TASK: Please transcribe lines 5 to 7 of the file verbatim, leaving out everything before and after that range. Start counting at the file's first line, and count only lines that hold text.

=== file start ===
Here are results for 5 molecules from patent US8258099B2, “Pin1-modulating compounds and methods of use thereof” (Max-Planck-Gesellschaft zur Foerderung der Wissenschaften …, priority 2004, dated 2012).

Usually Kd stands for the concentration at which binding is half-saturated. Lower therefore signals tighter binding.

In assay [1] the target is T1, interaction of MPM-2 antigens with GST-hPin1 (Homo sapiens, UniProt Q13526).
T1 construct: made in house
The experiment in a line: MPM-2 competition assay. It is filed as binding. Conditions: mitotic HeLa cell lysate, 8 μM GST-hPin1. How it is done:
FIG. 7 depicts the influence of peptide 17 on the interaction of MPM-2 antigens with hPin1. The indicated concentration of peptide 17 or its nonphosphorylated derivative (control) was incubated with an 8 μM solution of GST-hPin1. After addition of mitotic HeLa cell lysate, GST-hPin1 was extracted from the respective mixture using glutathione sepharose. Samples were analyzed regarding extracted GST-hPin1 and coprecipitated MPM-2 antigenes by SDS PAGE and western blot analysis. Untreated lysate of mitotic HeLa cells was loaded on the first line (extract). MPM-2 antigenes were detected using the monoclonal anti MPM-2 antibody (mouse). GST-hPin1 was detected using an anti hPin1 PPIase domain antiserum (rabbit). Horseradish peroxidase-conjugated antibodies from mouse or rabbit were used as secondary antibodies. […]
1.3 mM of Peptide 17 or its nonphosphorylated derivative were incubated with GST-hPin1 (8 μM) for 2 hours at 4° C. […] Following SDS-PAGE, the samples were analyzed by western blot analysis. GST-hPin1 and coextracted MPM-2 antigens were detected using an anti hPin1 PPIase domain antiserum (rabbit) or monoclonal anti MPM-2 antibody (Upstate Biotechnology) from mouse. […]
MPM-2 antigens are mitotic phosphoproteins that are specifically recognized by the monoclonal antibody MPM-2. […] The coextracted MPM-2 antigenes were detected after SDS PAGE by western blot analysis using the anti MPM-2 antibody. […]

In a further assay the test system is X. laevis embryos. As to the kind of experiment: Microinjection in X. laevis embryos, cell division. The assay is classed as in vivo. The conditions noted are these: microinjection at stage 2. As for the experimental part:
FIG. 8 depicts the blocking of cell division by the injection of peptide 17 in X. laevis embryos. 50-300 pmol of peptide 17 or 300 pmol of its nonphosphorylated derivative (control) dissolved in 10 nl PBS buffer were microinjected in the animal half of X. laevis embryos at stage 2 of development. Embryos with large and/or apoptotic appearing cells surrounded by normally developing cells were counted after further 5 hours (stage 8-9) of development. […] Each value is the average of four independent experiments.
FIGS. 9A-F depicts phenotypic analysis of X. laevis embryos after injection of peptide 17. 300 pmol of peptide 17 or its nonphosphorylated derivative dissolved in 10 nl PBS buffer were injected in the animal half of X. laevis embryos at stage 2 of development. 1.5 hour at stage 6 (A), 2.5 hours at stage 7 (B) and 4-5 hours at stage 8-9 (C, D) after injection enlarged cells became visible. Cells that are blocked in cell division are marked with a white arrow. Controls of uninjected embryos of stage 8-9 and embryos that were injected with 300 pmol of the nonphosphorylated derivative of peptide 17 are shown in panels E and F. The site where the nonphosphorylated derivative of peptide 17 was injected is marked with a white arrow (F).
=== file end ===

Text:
The experiment in a line: MPM-2 competition assay. It is filed as binding. Conditions: mitotic HeLa cell lysate, 8 μM GST-hPin1. How it is done:
FIG. 7 depicts the influence of peptide 17 on the interaction of MPM-2 antigens with hPin1. The indicated concentration of peptide 17 or its nonphosphorylated derivative (control) was incubated with an 8 μM solution of GST-hPin1. After addition of mitotic HeLa cell lysate, GST-hPin1 was extracted from the respective mixture using glutathione sepharose. Samples were analyzed regarding extracted GST-hPin1 and coprecipitated MPM-2 antigenes by SDS PAGE and western blot analysis. Untreated lysate of mitotic HeLa cells was loaded on the first line (extract). MPM-2 antigenes were detected using the monoclonal anti MPM-2 antibody (mouse). GST-hPin1 was detected using an anti hPin1 PPIase domain antiserum (rabbit). Horseradish peroxidase-conjugated antibodies from mouse or rabbit were used as secondary antibodies. […]
1.3 mM of Peptide 17 or its nonphosphorylated derivative were incubated with GST-hPin1 (8 μM) for 2 hours at 4° C. […] Following SDS-PAGE, the samples were analyzed by western blot analysis. GST-hPin1 and coextracted MPM-2 antigens were detected using an anti hPin1 PPIase domain antiserum (rabbit) or monoclonal anti MPM-2 antibody (Upstate Biotechnology) from mouse. […]